BIRMINGHAM, Ala. (WIAT) — Months after its future was thrown into question, Birmingham-Southern College has decided to keep its doors open.

The decision, which was announced Thursday by school officials, came months after school officials announced that the college was nearly $38 million in debt and was in danger of shutting down if it could not find the money to stay open. No details were released on how the school would continue one despite its financial issues.

“The Board of Trustees has made the informed and thoughtful decision to keep Birmingham-Southern open,” BSC board chairman Rev. Keith D. Thompson said in a statement. “We have been working closely with our allies in state and local government to secure bridge funding. Thanks to their leadership, the Board felt comfortable moving forward, and has charged President Daniel Coleman with preparing for a public fundraising campaign to restore the College’s endowment.”

In his statement, President Coleman said the school had already begun reaching out to prospective students, as well as hiring faculty and staff, for the fall semester.

Specifically, BSC was looking for a one-time payment of $12.5 million in COVID-19 relief funding and $17.5 million in state education money to keep the school afloat. The private school, located on Arkadelphia Road, also requested a total of $7.5 million from both Birmingham and Jefferson County funds.

“We believe Birmingham-Southern College’s contributions to the greater Birmingham area and the state warrant such an investment, which is clearly permissible under state law and for which there is considerable precedent,” the college said in a statement to the Associated Press back in December.

Gov. Kay Ivey subsequently emphasized that the state would not give any money to BSC and both the Birmingham City Council and Jefferson County Commission declined to take up proposals to assist the school.

While questions of BSC’s future reached a fever pitch in the last couple of months, its financial stability has been on shaky ground for years. In 2010, at a time when the effects of the 2008 recession were still being felt across the country, it was revealed that the school was millions of dollars in debt as the result of a number of both accounting and management errors.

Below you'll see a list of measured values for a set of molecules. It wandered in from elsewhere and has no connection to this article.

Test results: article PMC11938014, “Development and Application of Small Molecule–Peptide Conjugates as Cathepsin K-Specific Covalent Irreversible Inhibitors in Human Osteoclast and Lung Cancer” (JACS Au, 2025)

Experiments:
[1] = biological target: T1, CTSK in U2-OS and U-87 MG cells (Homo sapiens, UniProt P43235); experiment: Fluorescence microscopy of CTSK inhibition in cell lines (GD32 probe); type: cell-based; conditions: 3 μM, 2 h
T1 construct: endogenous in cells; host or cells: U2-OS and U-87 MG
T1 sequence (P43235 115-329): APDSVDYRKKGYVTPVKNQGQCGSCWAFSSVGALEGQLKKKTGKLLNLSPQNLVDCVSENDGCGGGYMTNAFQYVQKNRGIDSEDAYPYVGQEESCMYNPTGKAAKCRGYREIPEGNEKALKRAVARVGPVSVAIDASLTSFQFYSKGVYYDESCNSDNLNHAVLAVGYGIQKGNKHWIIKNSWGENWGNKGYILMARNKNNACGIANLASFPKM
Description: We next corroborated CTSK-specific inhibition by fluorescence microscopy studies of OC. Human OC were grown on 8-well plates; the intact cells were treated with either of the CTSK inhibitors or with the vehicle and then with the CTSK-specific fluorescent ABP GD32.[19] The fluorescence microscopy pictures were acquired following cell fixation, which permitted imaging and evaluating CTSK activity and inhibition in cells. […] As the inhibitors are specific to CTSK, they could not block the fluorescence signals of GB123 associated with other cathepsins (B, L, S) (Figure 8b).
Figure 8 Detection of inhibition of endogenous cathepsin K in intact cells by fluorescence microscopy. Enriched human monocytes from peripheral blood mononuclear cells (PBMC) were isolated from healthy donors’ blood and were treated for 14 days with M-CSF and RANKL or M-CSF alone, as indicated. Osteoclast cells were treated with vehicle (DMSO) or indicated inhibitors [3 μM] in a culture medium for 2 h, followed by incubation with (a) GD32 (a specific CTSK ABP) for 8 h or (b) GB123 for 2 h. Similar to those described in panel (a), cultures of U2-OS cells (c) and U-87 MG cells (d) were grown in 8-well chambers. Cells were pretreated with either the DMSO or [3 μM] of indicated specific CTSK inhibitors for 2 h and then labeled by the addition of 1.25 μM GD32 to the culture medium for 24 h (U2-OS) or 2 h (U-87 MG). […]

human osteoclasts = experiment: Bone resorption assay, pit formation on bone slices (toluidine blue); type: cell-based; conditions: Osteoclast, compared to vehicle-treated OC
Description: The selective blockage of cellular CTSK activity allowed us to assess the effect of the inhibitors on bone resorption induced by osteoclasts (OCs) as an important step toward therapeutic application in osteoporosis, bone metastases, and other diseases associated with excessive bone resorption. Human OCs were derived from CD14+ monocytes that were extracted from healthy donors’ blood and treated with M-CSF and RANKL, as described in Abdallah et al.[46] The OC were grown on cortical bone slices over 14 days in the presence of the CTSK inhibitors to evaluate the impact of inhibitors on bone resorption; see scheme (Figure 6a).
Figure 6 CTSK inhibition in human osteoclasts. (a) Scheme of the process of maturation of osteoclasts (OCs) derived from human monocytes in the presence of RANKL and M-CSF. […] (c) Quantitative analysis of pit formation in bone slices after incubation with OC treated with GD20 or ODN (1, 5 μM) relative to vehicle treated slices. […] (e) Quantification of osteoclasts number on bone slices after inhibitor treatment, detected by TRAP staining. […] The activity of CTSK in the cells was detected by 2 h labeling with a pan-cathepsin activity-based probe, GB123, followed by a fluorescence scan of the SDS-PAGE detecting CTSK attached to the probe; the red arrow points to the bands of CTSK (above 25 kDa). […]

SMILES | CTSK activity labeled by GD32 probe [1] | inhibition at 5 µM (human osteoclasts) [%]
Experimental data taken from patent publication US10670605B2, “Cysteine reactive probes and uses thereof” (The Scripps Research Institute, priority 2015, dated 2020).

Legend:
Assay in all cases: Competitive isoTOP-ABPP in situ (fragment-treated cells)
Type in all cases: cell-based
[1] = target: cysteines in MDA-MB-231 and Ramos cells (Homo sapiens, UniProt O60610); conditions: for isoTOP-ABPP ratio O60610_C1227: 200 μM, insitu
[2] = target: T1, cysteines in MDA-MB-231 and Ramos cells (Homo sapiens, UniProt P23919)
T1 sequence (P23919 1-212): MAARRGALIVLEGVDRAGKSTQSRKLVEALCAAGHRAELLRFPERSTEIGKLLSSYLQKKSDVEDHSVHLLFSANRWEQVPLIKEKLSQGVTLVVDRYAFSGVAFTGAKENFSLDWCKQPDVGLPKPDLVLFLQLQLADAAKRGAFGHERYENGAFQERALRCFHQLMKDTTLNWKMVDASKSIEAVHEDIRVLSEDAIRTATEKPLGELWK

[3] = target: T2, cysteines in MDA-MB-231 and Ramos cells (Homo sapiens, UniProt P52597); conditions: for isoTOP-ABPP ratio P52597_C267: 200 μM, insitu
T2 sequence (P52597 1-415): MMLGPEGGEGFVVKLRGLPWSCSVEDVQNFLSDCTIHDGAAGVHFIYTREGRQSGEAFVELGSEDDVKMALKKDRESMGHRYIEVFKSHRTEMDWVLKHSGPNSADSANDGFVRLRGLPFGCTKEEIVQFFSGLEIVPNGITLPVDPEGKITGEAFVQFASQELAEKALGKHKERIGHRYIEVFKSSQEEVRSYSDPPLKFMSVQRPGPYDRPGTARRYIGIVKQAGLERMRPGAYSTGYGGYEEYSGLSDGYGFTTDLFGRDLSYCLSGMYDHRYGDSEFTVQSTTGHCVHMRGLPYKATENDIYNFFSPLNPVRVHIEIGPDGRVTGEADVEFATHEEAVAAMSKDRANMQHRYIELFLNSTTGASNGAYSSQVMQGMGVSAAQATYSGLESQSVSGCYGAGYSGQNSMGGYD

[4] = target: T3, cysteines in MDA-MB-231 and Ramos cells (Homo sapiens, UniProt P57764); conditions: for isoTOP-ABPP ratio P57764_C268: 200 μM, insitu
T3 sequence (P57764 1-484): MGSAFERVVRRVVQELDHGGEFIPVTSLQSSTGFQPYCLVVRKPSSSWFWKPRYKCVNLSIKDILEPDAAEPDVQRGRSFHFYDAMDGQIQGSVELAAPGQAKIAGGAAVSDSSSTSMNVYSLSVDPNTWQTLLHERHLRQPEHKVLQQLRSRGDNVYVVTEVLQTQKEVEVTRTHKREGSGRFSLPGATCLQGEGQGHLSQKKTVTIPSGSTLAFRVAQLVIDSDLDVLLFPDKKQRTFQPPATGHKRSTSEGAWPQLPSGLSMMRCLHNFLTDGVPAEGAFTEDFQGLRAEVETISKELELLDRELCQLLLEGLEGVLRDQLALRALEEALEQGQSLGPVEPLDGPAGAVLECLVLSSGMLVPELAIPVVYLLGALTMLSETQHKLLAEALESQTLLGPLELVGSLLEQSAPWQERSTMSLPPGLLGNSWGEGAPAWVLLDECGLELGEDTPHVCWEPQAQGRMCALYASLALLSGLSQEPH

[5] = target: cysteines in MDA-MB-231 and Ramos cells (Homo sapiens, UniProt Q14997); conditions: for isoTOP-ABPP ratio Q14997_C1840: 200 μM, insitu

Due to the issues, former BSC Board of Trustees Chairman Dowd Ritter sent an email to students and alumni about what the issues were.

“Hindsight is 20/20 but, looking back today, basically the college found itself with misleading
numbers used in internal financial reports presented to committees of the Board and to the college administration; borrowings that were understated; and scholarships and discounts in tuition that were under-accounted for, which resulted in our record enrollments being partially
‘bought’ with higher discounting than shown on any reports, thus less revenue to cover expenses,” Dowd wrote in an email reprinted in ‘Southern Magazine.’

Nonetheless, Dowd went on to try and persuade the public at the time that BSC would weather the storm and come out stronger than ever.

“We have in Birmingham-Southern an institution of unique merit. We pledge our commitment, assurance, and conviction that this college will remain a financially sound institution of unparalleled excellence,” he wrote. “We need your support!”

However, BSC’s troubles would only continue through the years. In a recent audit, the school reportedly ran a $10 million deficit in 2019 and an $8.2 million deficit in 2018.

On Thursday, school officials claimed that nearly $46 million had been pledged by private donors and that BSC has sought bridge funding from public sources to finish out fulfilling its $200 million endowment.

Over the years, BSC has also dealt with dwindling enrollment. On its website, BSC claims that it has nearly 1,300 students enrolled. However, according to the National Center of Education Statistics, a total of 1,058 students were enrolled at BSC as of 2022. This is down from previous years, like in 2000, when the college had approximately 1,500 students enrolled, according to

BSC was first started in 1918 through the union of Southern University and Birmingham College.

Over the years, BSC has had a number of notable alumni, such as former New York Times editor Howell Raines, former Sen. Howell Heflin and Perry O. Hooper Jr., former chief justice of the Alabama Supreme Court. John B. McLemore, the subject of the popular Alabama-centered podcast “S-Town,” also attended BSC, but did not graduate.